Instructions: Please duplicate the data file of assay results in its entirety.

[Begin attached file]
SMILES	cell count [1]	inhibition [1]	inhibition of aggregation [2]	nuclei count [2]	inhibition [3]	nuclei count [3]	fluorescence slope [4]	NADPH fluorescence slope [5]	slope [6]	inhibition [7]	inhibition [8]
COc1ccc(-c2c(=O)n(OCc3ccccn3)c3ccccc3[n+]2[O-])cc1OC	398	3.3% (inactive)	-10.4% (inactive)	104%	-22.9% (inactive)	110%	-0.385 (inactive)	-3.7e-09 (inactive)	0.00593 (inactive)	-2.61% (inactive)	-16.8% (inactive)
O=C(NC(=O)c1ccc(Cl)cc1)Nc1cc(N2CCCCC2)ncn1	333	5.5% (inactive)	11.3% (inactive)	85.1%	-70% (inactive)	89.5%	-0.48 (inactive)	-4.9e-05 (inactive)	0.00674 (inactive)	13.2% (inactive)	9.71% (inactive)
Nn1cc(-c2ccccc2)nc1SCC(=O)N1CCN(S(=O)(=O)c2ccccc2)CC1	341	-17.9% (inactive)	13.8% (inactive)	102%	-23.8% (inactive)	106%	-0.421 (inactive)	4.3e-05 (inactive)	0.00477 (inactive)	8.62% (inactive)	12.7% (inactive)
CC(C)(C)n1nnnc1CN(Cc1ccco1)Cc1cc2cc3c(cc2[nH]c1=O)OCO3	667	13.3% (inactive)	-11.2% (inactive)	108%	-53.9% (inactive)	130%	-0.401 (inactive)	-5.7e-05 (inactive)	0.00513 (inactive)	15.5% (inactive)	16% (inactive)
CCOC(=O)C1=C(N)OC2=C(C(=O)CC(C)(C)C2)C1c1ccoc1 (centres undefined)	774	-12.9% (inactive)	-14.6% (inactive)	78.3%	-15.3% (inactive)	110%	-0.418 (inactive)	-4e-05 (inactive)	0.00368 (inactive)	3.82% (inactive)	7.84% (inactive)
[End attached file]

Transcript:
SMILES	cell count [1]	inhibition [1]	inhibition of aggregation [2]	nuclei count [2]	inhibition [3]	nuclei count [3]	fluorescence slope [4]	NADPH fluorescence slope [5]	slope [6]	inhibition [7]	inhibition [8]
COc1ccc(-c2c(=O)n(OCc3ccccn3)c3ccccc3[n+]2[O-])cc1OC	398	3.3% (inactive)	-10.4% (inactive)	104%	-22.9% (inactive)	110%	-0.385 (inactive)	-3.7e-09 (inactive)	0.00593 (inactive)	-2.61% (inactive)	-16.8% (inactive)
O=C(NC(=O)c1ccc(Cl)cc1)Nc1cc(N2CCCCC2)ncn1	333	5.5% (inactive)	11.3% (inactive)	85.1%	-70% (inactive)	89.5%	-0.48 (inactive)	-4.9e-05 (inactive)	0.00674 (inactive)	13.2% (inactive)	9.71% (inactive)
Nn1cc(-c2ccccc2)nc1SCC(=O)N1CCN(S(=O)(=O)c2ccccc2)CC1	341	-17.9% (inactive)	13.8% (inactive)	102%	-23.8% (inactive)	106%	-0.421 (inactive)	4.3e-05 (inactive)	0.00477 (inactive)	8.62% (inactive)	12.7% (inactive)
CC(C)(C)n1nnnc1CN(Cc1ccco1)Cc1cc2cc3c(cc2[nH]c1=O)OCO3	667	13.3% (inactive)	-11.2% (inactive)	108%	-53.9% (inactive)	130%	-0.401 (inactive)	-5.7e-05 (inactive)	0.00513 (inactive)	15.5% (inactive)	16% (inactive)
CCOC(=O)C1=C(N)OC2=C(C(=O)CC(C)(C)C2)C1c1ccoc1 (centres undefined)	774	-12.9% (inactive)	-14.6% (inactive)	78.3%	-15.3% (inactive)	110%	-0.418 (inactive)	-4e-05 (inactive)	0.00368 (inactive)	3.82% (inactive)	7.84% (inactive)